Don’t CRO Weeds

Attracting the right traffic, to begin with, is key.

So, how are you going to achieve that? Most marketers think that the answer is pretty simple, you just need to have great SEO to get more traffic, interesting content to get more engagement and landing pages perfectly designed to get more sign-ups. All those points are correct – but the real question is who’s signing up. If you are generating sign ups that will never convert then, you are CROing weeds.

Unfortunately, lots of businesses are so concerned about filling the funnel that they will go ahead and fill it with anything. Using tricks like collateral content and optimized signup pages to catch as many email addresses as possible isn’t necessarily moving the business forward. You just end up attracting the wrong audience. People sign up to get content, to access gated material, or because they want to progress to the next page. They are not signing up because they actually want your emails.

Fear the Walking Dead

If customers wanted to sign up for emails, they would give us their real email addresses.




Fake email accounts otherwise called Zombie emails are a major email marketing problem. A majority of signups across all industries give marketers second string or dead email addresses that are being used as gigantic spam folders.

(Full disclosure: I have got one.)

Radicati says most people have on average about 1.5 email addresses, but that is worldwide. Europeans and North Americans have more.



The RPEs

What’s the effect of working off a second or third string email address?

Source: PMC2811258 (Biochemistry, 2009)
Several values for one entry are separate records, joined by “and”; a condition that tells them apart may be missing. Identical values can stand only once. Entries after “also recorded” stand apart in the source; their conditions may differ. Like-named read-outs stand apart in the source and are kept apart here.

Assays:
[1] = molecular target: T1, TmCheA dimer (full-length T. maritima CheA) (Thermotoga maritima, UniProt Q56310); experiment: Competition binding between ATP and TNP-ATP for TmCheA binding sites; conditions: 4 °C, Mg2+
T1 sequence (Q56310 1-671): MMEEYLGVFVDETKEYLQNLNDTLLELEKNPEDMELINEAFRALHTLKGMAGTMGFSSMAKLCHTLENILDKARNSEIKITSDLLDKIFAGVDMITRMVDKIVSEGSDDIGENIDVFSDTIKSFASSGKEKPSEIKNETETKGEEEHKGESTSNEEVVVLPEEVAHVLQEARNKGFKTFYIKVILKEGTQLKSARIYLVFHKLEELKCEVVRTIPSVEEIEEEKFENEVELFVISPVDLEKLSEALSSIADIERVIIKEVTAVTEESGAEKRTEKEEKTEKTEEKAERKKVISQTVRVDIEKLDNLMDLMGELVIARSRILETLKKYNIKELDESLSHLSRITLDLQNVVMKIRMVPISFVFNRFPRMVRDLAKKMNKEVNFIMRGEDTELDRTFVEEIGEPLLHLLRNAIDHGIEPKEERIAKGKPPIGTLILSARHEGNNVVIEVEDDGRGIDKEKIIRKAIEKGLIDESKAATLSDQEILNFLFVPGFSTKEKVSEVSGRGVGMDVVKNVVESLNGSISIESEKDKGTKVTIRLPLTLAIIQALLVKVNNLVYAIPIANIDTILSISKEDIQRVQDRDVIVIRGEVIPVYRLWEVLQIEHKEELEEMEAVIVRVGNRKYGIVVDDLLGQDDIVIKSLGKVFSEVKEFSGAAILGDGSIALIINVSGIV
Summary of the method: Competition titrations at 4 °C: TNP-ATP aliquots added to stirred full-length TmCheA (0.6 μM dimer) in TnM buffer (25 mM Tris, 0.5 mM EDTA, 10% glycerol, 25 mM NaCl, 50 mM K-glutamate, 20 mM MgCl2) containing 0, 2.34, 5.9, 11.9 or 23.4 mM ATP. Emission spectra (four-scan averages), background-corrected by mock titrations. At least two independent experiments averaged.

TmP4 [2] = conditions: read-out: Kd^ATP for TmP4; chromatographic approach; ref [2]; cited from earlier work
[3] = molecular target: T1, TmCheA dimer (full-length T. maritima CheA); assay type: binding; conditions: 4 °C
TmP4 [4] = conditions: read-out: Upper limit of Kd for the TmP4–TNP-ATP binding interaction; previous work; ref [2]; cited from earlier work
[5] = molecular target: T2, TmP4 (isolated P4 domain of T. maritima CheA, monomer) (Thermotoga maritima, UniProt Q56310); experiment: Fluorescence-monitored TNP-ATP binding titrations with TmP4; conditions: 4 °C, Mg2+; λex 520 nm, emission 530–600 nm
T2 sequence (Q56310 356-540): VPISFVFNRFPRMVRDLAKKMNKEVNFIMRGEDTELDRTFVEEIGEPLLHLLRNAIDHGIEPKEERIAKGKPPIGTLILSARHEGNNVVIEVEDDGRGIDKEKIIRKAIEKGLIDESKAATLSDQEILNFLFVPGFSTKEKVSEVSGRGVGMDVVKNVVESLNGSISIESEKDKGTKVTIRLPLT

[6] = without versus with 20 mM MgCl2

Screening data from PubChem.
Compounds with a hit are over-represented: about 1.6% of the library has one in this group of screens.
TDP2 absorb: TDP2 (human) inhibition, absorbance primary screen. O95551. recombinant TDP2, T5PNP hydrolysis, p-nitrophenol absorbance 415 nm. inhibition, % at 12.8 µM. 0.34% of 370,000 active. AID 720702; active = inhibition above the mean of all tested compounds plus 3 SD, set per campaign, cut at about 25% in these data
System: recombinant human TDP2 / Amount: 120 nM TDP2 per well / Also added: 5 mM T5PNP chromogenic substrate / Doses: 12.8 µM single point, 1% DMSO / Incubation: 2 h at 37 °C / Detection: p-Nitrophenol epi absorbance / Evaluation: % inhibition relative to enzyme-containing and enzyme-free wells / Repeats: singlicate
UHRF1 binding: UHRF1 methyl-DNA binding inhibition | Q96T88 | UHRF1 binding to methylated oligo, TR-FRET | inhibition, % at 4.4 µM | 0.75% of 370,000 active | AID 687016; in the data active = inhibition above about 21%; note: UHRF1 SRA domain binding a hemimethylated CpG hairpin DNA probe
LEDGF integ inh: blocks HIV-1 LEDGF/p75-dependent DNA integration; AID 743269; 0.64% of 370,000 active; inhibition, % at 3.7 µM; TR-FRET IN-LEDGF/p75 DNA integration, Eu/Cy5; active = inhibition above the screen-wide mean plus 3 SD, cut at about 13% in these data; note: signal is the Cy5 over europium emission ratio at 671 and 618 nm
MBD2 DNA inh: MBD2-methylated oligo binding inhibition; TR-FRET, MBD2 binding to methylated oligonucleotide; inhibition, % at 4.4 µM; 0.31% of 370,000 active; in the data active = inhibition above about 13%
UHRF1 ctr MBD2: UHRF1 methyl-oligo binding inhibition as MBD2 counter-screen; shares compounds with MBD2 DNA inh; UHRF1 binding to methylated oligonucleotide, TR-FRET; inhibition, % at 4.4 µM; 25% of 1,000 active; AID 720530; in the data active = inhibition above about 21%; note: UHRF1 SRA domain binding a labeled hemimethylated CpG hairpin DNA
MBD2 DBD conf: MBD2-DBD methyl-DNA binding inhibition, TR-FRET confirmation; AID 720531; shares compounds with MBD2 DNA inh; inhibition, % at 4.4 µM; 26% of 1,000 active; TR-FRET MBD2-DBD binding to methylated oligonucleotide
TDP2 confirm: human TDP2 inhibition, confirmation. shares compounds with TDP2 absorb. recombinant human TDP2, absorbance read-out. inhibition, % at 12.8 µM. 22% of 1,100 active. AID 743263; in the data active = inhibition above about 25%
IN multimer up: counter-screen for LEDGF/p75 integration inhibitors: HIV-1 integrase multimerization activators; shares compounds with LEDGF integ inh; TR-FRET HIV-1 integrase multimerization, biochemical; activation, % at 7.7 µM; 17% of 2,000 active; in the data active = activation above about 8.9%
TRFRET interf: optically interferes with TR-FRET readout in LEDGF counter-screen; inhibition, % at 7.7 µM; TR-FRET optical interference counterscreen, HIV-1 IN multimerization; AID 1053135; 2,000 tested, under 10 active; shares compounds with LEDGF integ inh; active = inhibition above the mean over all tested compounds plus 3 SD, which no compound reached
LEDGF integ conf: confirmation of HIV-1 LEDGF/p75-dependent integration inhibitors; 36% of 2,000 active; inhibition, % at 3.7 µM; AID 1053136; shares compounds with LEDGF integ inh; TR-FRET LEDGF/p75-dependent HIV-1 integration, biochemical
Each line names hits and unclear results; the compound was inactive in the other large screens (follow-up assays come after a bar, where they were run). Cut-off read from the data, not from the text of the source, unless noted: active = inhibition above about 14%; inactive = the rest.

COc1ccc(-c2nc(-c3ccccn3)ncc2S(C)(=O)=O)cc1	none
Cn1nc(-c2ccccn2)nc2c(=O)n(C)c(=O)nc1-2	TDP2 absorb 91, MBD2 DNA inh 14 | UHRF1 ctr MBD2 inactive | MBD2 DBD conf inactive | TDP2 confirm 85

24% of users are responsible for 83% of opens; 76% are responsible for just 17% of opens.

The picture swims into sharper focus when you look at revenue instead of email-only metrics like the open rate.



Again, if we segment primaries and secondaries, then we get two separate conversion rates hidden in the broader figures.

Emails to primary email addresses converted at 64.2%.

Emails to zombie addresses converted at 0.4%.

In money terms, each email is worth 29¢.

Actually, emails to primary email addresses are worth 83% of that $229 revenue,or $190.07.

Emails to primary email addresses have an RPE of 94¢.

Emails to zombie addresses have an RPE of 6¢.

Fear the walking dead: only sign up people who want your emails.

SEO and Content

I do not want to do a deep dive into SEO and content here. I just want to cover the idea that we need to attract the right traffic to get legit signups. That means we have to assess content by using better metrics than traffic. If your latest blog post got 10X the usual amount of traffic, the solution would not be to do ten more like it and let the good times roll.